The phrase 'a story that trancends sports' is over hyperbolized, and over-utilized to become part of our vernacular for any sporting moment that piques this interest of the general public. It's a phase that's applied to Tim Tebow, and Jeremy Lin, but when a moment surrounding sports becomes truly transcendent it's often due to something tragic– whether that's O.J. Simpson, Pat Tillman, or the animalistic way fans treated Steve Bartman, normally when a story becomes 'transcendent' it's not a good thing.
For the Carolina Panthers there has only been one transcendent moment, the events that took place in 1999 and 2000 in which Rae Carruth conspired to have his girlfriend, Cherica Adams murdered. Carruth is an indelible black mark on the organization that finds a way of getting brought up every time an opposing fanbase wants to skewer the Panthers. Fans can shrug it off, walk away from the situation, and externalize it– for the boy left behind, 12-year-old Chancellor Lee Adams, he cannot. When the former Panthers WR planned to have his girlfriend killed, he also planned to extinguish the life of his soon-to-be son, as Chancellor, then just a month from reaching term had to be delivered by way of emergency Cesarean, rescuing the boy from his dying mother. Ultimately Chancellor suffers from cerebral palsy as a result, but he's alive.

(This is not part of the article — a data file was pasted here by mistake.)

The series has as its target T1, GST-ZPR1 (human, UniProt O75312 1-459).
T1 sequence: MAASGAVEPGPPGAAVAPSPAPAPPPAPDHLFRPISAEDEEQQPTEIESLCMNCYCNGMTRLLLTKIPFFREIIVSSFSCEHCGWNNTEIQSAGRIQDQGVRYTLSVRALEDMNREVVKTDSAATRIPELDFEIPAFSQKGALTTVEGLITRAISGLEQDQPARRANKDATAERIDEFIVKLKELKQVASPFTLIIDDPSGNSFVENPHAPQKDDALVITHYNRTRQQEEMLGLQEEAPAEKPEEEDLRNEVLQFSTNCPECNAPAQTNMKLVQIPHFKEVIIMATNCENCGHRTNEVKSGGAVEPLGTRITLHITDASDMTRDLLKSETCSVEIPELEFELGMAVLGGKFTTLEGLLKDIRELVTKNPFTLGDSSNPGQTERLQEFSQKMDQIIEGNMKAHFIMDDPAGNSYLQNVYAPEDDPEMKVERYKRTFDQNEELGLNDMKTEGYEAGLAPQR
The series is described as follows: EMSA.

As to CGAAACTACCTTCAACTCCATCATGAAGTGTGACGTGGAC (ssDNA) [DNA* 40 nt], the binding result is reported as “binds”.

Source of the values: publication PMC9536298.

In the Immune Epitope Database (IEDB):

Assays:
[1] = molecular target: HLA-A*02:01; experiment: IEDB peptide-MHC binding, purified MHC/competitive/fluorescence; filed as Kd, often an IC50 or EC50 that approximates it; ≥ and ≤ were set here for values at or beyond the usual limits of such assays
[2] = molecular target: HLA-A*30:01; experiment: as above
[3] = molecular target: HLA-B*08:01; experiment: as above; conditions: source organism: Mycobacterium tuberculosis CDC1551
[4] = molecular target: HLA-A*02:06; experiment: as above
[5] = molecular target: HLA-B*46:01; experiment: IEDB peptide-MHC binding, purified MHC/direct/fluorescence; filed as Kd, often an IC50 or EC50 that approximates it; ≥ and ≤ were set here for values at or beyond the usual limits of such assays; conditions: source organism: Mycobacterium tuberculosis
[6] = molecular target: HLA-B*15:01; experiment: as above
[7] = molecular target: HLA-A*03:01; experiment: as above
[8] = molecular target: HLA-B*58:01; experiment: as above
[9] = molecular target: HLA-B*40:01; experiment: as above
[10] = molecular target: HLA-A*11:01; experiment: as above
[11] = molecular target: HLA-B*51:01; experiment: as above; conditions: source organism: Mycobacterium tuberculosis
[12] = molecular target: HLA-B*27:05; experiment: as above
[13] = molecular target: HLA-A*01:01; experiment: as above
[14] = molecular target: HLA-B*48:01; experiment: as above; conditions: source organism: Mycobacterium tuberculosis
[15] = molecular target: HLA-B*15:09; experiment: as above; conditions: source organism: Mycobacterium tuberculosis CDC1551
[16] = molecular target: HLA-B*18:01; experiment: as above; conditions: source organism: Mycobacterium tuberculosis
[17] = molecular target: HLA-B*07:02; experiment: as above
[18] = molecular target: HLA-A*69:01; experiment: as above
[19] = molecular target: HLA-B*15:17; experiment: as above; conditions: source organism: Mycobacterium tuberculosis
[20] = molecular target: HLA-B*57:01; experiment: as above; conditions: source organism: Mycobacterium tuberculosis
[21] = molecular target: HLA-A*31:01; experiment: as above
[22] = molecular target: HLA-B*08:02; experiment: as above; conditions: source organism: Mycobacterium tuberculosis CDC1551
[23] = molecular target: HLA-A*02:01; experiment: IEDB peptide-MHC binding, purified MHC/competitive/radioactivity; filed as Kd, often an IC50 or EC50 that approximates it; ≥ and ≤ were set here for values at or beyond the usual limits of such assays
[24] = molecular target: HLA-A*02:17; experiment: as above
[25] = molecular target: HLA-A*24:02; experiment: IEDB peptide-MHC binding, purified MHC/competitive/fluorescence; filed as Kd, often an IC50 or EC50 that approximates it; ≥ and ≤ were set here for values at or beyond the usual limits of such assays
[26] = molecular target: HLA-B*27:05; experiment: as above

In spite of the darkness that surrounded these events, there is light, and in a week where we are all likely reflecting on tragedy it seems apropos that Thomas Lake of Sports Illustrated is publishing a piece focusing on Chancellor, entitled "The Boy Who Lived". I had the opportunity to read an advanced copy of the story, and it's an emotional, beautifully written piece that deals with the horrors that took place, but also is a tale of forgiveness on the part of Cherica Adams' mother, and a tale about a brave 12-year-old who survived, despite the odds being against him. I strongly suggest you read the piece when it hits newsstands.